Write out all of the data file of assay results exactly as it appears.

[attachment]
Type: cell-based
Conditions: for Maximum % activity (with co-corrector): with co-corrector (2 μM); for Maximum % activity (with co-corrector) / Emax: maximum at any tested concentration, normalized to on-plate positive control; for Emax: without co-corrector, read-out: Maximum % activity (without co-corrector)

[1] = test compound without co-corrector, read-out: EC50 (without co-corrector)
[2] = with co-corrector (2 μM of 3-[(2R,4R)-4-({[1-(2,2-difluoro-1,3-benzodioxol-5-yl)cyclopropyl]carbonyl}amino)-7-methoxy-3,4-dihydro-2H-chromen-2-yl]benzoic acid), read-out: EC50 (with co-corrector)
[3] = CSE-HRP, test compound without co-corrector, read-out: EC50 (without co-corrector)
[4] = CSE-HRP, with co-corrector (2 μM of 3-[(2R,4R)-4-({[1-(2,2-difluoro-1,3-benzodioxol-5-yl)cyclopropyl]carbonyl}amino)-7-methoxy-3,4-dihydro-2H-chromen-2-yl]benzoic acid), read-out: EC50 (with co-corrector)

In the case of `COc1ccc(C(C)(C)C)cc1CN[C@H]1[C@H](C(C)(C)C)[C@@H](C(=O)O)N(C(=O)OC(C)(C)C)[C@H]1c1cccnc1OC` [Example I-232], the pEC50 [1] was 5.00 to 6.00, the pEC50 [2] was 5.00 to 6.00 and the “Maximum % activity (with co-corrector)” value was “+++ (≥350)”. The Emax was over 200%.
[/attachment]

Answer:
Type: cell-based
Conditions: for Maximum % activity (with co-corrector): with co-corrector (2 μM); for Maximum % activity (with co-corrector) / Emax: maximum at any tested concentration, normalized to on-plate positive control; for Emax: without co-corrector, read-out: Maximum % activity (without co-corrector)

[1] = test compound without co-corrector, read-out: EC50 (without co-corrector)
[2] = with co-corrector (2 μM of 3-[(2R,4R)-4-({[1-(2,2-difluoro-1,3-benzodioxol-5-yl)cyclopropyl]carbonyl}amino)-7-methoxy-3,4-dihydro-2H-chromen-2-yl]benzoic acid), read-out: EC50 (with co-corrector)
[3] = CSE-HRP, test compound without co-corrector, read-out: EC50 (without co-corrector)
[4] = CSE-HRP, with co-corrector (2 μM of 3-[(2R,4R)-4-({[1-(2,2-difluoro-1,3-benzodioxol-5-yl)cyclopropyl]carbonyl}amino)-7-methoxy-3,4-dihydro-2H-chromen-2-yl]benzoic acid), read-out: EC50 (with co-corrector)

In the case of `COc1ccc(C(C)(C)C)cc1CN[C@H]1[C@H](C(C)(C)C)[C@@H](C(=O)O)N(C(=O)OC(C)(C)C)[C@H]1c1cccnc1OC` [Example I-232], the pEC50 [1] was 5.00 to 6.00, the pEC50 [2] was 5.00 to 6.00 and the “Maximum % activity (with co-corrector)” value was “+++ (≥350)”. The Emax was over 200%.